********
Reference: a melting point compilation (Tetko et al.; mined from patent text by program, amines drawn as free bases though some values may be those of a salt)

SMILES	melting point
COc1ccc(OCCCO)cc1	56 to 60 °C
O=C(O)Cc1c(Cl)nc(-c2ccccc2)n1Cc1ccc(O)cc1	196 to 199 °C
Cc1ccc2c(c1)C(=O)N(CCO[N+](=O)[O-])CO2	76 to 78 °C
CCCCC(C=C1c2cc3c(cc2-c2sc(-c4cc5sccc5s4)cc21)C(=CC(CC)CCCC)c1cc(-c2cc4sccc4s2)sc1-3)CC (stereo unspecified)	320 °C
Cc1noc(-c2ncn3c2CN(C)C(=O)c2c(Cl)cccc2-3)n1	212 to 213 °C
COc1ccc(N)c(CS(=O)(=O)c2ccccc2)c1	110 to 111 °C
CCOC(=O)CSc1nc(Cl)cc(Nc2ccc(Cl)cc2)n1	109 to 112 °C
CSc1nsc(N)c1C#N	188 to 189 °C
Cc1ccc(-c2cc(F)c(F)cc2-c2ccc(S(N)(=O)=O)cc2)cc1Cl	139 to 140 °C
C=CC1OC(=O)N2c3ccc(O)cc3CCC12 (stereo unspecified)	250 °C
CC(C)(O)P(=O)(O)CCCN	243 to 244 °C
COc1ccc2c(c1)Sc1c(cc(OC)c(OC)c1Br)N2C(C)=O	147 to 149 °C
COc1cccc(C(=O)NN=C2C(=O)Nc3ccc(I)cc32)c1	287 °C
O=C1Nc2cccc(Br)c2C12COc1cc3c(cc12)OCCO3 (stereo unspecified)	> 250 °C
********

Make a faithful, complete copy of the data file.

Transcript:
Reference: a melting point compilation (Tetko et al.; mined from patent text by program, amines drawn as free bases though some values may be those of a salt)

SMILES	melting point
COc1ccc(OCCCO)cc1	56 to 60 °C
O=C(O)Cc1c(Cl)nc(-c2ccccc2)n1Cc1ccc(O)cc1	196 to 199 °C
Cc1ccc2c(c1)C(=O)N(CCO[N+](=O)[O-])CO2	76 to 78 °C
CCCCC(C=C1c2cc3c(cc2-c2sc(-c4cc5sccc5s4)cc21)C(=CC(CC)CCCC)c1cc(-c2cc4sccc4s2)sc1-3)CC (stereo unspecified)	320 °C
Cc1noc(-c2ncn3c2CN(C)C(=O)c2c(Cl)cccc2-3)n1	212 to 213 °C
COc1ccc(N)c(CS(=O)(=O)c2ccccc2)c1	110 to 111 °C
CCOC(=O)CSc1nc(Cl)cc(Nc2ccc(Cl)cc2)n1	109 to 112 °C
CSc1nsc(N)c1C#N	188 to 189 °C
Cc1ccc(-c2cc(F)c(F)cc2-c2ccc(S(N)(=O)=O)cc2)cc1Cl	139 to 140 °C
C=CC1OC(=O)N2c3ccc(O)cc3CCC12 (stereo unspecified)	250 °C
CC(C)(O)P(=O)(O)CCCN	243 to 244 °C
COc1ccc2c(c1)Sc1c(cc(OC)c(OC)c1Br)N2C(C)=O	147 to 149 °C
COc1cccc(C(=O)NN=C2C(=O)Nc3ccc(I)cc32)c1	287 °C
O=C1Nc2cccc(Br)c2C12COc1cc3c(cc12)OCCO3 (stereo unspecified)	> 250 °C